Cameron tells Lansley to abandon NHS plans

At least, I presume he must have done because he’s written to cabinet ministers telling them that reducing the deficit is the government’s top priority. And, as any fule kno, the NHS reforms are going to cost huge amounts of money so they will not help to reduce the deficit at all. If anything, they will make it worse.

If it really is about the deficit, stupid, then no-one would even consider a pointless and expensive re-organisation of a service that could be made more efficient using its existing structures. Would they?

Update: Sharp-eyed as ever, the HSJ’s Sally Gainsbury spotted this on Page 13, Para 2.6 of the NHS White Paper:

The Government intends to bring about an NHS information revolution, to correct the imbalance in who knows what.

In a similar vein, Andrew Rawnsley told this story:

A senior official was recently asked whether Number 10 had grasped in advance the magnitude of the impact on the NHS of the Lansley plan. The official replied: “They still don’t.”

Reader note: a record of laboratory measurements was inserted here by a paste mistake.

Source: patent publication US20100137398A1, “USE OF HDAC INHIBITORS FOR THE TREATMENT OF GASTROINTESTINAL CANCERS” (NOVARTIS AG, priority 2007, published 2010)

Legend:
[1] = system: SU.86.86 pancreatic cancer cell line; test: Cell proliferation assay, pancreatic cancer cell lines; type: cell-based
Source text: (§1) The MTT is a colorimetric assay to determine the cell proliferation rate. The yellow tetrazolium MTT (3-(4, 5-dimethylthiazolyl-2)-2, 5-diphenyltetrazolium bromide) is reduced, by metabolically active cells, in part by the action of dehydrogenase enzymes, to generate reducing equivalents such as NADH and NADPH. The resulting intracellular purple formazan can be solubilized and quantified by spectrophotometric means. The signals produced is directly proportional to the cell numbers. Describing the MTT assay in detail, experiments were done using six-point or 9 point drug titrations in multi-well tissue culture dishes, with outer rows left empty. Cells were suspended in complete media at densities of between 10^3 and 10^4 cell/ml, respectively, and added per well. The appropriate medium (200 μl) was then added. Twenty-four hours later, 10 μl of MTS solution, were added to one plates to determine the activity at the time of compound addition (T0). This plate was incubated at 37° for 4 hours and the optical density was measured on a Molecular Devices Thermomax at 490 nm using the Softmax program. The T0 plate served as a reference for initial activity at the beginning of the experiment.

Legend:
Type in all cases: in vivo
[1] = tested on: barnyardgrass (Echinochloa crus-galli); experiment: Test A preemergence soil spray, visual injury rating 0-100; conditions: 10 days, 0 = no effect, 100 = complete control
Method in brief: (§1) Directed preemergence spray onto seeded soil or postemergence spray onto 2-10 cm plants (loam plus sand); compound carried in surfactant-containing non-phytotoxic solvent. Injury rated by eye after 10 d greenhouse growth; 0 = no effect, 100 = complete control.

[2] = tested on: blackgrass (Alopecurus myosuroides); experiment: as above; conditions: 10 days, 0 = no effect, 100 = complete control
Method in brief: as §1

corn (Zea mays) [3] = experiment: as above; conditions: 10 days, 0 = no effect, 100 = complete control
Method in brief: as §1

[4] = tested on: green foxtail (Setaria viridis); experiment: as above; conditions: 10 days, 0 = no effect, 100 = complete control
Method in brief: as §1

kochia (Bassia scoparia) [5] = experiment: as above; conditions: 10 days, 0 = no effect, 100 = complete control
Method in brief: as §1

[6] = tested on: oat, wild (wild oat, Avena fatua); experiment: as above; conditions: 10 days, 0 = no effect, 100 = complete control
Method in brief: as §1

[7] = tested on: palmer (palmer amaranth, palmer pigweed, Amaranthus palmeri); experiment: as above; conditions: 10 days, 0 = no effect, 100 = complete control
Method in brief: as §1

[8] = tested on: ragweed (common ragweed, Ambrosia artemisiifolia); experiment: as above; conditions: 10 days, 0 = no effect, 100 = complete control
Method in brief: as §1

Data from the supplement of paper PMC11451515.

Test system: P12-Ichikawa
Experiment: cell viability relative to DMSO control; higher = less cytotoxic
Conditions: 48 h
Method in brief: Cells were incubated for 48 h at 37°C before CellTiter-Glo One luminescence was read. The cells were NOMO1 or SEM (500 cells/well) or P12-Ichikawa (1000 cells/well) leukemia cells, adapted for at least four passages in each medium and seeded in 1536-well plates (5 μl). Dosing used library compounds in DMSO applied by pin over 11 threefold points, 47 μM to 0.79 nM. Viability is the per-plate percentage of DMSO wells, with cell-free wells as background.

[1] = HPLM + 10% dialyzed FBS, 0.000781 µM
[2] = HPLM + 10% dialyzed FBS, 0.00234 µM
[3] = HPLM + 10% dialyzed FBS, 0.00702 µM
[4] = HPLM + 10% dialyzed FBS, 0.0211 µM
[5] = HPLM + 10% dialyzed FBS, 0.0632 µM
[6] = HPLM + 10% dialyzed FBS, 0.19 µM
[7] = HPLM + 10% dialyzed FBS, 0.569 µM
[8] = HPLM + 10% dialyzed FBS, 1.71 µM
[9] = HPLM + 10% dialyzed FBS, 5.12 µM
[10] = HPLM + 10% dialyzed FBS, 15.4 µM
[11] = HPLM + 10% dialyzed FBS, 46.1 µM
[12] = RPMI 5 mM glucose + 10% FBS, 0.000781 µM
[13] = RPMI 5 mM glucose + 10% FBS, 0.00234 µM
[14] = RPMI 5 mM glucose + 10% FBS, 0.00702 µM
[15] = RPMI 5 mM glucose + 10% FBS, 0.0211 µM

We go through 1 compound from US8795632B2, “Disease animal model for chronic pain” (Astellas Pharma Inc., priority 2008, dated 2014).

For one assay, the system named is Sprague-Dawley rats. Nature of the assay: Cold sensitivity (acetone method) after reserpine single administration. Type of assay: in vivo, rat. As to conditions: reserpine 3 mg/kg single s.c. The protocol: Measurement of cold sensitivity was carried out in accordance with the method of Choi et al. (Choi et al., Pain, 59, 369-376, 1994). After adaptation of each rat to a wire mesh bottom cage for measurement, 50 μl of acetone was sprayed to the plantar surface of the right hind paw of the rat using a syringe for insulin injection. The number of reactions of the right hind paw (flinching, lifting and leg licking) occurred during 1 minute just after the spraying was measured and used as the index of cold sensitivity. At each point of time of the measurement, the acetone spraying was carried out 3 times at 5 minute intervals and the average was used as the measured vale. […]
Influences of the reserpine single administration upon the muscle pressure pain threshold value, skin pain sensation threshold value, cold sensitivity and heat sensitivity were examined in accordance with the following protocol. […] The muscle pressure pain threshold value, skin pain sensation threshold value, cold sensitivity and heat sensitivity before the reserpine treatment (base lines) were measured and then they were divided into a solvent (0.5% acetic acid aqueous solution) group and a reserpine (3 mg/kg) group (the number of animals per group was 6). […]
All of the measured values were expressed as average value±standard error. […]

OK everybody, all together now…..


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3 Responses to Cameron tells Lansley to abandon NHS plans

  1. Pingback: Cameron tells Lansley to abandon NHS plans - Rick - Member Blogs - HR Blogs - HR Space from Personnel Today and Xpert HR

  2. Vince Lammas says:

    I’m not so sure.

    While saying the deficit was the top priority, Cameron and Clegg also described major shifts in political life … including a “radical redistribution of power from government to communities and people, to reverse decades of overcentralisation”.

    Moving control in healthcare towards social enterprises, community-based GPs and local authorities seems well-suited to the “Big Society”, “Total Place” and broader coalition thinking on decentralisation and devolution to local people.

    Effective leaders can generally find funds for projects that are dear to them.

    If the removal of regional and national healthcare tiers buys them sufficient political space (and efficiencies) to go ahead, I suspect they will …. even if it costs money in the short term.

  3. Rick says:

    Vince – it’s that last bit that will be the problem. I don’t see how such a major re-organisation can pay for itself, either by cost reduction or productivity increases, until towards the end of the decade, and even that assumes that everything goes to plan.

    On your other points, I agree – these reforms are about creating a different model of government and, ultimately a different sort of society. In other words, they are ideologically rather than financially driven.

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